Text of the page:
It was funny, but also reminded me about what we could term, ‘Two Conversations’. One of the conversations is the conversation the coach wants to have with their learner. The other conversation is the conversation the learner is already having inside their own head.

The problem with ‘Two Conversations’ is that often they are different.

An example of this might be the coach wanting to talk about technique whilst the athlete is thinking about and wanting to talk about performance.

Our coach might say, “Try to get your knee to this position”. Here the coach’s focus is on technique. Our athlete might already be thinking, “That throw wasn’t as far as last time”. Here the athlete’s focus is on performance. Two conflicting conversations – interference.

Effective coaching is often about minimising interference.

Performance = Potential – Interference.
(Tim Gallwey – http://theinnergame.com/)

‘Two Conversations’ is interference.

If we want to help our learner maximise their learning we as coaches need to help minimise interference, we need to have ‘One Conversation’ -the conversation that our learner is already having.

Learning – it’s a process.

Comments (0) Posted in Learning by Phil Amos on May 20th, 2015

I think. I think a lot.

The problem with thinking a lot is that thinking is only part of the learning process.

KOLB: Experiential Learning Model, (http://en.wikipedia.org/wiki/Experiential_learning).

According to KOLB, there are four stages to learning from experience and these are:

Concrete Experience (Feeling)
Reflective Observation (Watching)
Abstract Conceptualisation (Thinking)
Active Experimentation (Doing)

If our learners are predominantly ‘thinking’ and doing relatively less ‘feeling’, ‘watching’ or ‘doing’, then our learners may not be maximising their learning from experience.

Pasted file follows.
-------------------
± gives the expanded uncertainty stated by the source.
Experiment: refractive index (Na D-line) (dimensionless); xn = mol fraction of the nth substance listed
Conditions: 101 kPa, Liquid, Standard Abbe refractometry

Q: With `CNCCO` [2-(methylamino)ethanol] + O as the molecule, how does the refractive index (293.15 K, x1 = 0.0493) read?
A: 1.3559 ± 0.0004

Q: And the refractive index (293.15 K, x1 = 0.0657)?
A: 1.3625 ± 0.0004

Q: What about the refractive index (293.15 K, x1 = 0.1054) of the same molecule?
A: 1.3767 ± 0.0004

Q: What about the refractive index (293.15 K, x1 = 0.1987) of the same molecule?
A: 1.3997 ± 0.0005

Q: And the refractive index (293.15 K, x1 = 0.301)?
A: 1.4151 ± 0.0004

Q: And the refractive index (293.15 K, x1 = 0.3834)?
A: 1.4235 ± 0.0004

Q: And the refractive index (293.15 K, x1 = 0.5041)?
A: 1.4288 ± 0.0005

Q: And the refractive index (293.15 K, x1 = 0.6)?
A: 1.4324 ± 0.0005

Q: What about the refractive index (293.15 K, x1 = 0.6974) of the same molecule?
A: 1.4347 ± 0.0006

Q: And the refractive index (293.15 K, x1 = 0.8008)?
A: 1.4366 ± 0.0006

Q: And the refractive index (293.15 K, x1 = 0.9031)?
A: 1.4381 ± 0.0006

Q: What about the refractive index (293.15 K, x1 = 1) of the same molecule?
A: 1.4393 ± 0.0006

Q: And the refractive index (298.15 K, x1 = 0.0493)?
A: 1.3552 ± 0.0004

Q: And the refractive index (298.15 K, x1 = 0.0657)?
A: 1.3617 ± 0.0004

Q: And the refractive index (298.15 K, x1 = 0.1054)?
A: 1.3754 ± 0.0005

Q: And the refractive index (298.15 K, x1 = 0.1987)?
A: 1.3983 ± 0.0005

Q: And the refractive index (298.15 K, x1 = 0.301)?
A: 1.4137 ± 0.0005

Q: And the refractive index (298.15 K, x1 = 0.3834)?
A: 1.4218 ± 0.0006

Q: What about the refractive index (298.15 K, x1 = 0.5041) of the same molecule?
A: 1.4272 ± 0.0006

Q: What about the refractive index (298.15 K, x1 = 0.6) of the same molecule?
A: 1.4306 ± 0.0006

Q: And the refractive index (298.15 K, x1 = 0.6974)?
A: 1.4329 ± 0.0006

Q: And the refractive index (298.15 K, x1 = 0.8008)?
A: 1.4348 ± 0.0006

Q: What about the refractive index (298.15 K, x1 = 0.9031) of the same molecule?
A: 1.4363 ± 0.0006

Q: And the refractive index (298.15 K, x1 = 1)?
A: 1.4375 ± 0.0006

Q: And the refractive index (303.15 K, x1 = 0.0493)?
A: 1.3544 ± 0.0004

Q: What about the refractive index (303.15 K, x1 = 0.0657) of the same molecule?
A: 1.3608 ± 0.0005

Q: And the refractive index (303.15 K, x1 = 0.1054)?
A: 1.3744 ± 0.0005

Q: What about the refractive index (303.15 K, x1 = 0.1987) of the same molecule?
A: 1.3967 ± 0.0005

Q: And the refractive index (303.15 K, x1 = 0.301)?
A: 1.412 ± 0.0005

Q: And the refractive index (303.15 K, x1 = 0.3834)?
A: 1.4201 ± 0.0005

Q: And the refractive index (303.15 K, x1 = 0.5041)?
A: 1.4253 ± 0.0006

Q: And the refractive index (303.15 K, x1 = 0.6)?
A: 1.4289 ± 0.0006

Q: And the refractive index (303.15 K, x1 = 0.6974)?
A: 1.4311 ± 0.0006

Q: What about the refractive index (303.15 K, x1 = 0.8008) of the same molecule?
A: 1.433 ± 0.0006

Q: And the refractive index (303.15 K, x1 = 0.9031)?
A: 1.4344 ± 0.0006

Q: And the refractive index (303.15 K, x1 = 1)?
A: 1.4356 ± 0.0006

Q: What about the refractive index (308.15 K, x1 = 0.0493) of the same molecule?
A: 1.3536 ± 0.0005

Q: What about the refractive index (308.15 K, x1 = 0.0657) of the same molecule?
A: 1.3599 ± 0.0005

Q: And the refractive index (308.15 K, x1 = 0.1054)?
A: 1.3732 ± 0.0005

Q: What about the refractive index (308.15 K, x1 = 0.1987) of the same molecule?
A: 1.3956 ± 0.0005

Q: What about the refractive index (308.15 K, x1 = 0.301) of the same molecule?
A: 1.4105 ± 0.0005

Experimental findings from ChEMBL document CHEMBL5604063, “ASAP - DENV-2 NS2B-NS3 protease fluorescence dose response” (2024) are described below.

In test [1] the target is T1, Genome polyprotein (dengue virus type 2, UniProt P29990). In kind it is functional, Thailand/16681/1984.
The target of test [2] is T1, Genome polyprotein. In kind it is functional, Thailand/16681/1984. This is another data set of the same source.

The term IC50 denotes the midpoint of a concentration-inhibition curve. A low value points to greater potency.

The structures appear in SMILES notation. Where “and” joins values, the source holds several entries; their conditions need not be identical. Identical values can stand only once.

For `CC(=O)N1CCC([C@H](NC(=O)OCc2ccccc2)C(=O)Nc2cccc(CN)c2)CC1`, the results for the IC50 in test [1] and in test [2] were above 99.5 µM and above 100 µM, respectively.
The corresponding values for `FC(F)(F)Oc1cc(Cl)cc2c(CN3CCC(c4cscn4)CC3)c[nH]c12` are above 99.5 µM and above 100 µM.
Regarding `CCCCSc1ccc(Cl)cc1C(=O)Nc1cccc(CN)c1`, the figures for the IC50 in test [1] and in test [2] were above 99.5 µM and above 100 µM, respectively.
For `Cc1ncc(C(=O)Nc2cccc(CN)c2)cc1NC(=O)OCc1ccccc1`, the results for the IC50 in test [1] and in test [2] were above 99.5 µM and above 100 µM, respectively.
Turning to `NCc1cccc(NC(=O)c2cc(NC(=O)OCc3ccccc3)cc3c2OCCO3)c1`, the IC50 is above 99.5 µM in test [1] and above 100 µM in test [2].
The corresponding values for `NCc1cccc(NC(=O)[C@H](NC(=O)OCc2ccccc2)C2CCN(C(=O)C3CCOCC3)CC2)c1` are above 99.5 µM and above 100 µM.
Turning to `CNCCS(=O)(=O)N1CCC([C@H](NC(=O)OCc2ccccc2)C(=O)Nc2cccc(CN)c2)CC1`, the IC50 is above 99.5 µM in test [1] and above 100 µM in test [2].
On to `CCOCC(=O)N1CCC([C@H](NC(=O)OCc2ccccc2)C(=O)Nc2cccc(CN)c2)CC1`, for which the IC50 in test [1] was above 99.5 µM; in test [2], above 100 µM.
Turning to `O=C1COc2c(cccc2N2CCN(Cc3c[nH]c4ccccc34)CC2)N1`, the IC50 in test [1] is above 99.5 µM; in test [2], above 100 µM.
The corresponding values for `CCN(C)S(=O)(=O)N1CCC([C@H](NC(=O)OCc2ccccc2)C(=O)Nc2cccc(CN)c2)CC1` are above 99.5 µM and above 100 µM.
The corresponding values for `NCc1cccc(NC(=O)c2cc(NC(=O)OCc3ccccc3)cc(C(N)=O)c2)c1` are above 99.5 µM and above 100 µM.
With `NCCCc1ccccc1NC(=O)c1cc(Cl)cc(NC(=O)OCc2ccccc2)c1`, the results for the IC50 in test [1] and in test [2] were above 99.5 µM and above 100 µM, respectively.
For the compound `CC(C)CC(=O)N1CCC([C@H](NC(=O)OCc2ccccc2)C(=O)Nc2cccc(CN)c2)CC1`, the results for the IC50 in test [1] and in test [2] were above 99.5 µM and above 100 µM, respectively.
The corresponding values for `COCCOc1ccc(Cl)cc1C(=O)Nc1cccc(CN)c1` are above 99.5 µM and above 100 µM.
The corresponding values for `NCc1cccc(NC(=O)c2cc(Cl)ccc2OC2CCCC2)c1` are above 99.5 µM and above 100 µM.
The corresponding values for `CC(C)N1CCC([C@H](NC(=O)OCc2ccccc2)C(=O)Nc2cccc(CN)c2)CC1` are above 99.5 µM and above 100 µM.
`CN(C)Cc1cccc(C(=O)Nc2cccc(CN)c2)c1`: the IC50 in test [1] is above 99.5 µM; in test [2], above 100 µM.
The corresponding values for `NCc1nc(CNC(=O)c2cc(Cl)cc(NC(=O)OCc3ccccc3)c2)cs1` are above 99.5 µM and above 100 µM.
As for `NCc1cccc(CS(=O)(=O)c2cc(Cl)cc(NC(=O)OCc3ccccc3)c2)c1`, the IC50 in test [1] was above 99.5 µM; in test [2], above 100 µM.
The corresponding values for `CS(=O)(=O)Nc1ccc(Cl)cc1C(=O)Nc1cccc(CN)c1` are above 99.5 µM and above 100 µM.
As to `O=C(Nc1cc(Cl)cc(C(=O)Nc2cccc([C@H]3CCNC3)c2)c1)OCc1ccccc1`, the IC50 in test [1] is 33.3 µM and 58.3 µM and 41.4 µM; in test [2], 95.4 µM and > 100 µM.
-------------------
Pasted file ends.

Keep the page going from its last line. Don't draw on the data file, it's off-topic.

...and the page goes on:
The learning situation: Practicing shot put.

Concrete Experience (Feeling)
Whilst practicing our aim as learners at this stage is to gather as much information as possible. We are trying to be mindful of the learning situation asking ourselves questions like:

What am I noticing?
What am I seeing?
What am I hearing?
What am I feeling?
What is happening?
What is happening to my balance as I release the shot?

We are trying to notice what we are noticing.

Reflective Observation (Watching)
Whilst pausing from practice or after our practice has finished our aim as learners at this stage is to be clear and detailed about what we have just experienced. At this stage we are asking ourselves:

What did I notice?
What did I see?
What did I hear?
What is the ‘stand-out’ information here?
What did I feel?

We are trying to notice what we noticed.

“I noticed that mostly my balance fell away to the left and forwards as I released the shot.”

Abstract Conceptualisation (Thinking)
Once we have gathered our information and noticed what we have noticed, our aim as learners at this stage is to try to generate a theory or come to a conclusion: “My balance is falling away because…” We are trying to make sense of the information available. We are asking ourselves:

What does this mean?
What is the cause of this?
What do I already know that helps me make sense of this information?

Active Experimentation
So now that we have our conclusions, at this stage as learners, we are now planning, goal setting, testing and trying to apply our theories in our next experience. We are asking ourselves, “Is my theory correct – let’s see?”

As coaches we can help our learners learn through their experiences by asking our learners the right questions at the right time to facilitate ‘feeling’, ‘watching’, ‘thinking’ or ‘doing’.

We need to help our learners who ‘think’ a lot to ‘feel’, ‘watch’ and ‘do’ more. It’s a process.

‘The Gap’.

Comments (0) Posted in Learning by Phil Amos on March 6th, 2015

Learning is a choice. To choose to learn should be easy.

What can coaches do to help our learners make the choice to learn?

‘The Gap’
There are many reasons why our learners choose not to learn which can be summarised as ‘The Gap’.

So, you are out walking in the countryside when you reach a stream. The only way to get across this stream is to leap.

Leap across ‘The Gap’.

Whether our learners choose to leap or not will depend on a few things:

• “Why should I leap? Is there a good enough reason to leap?”
• “If I leap can I make it?”
• “If I don’t make it what are the consequences?”
• “Do I know how to leap?”

When coaching and helping our learners to choose to learn we can engineer ‘The Gap’. We can make the decision to leap easy. We can help our learners choose to learn by:

• Creating a good enough reason to leap.
• Making ‘The Gap’ just narrow enough.
• Making ‘The Gap’ just shallow enough.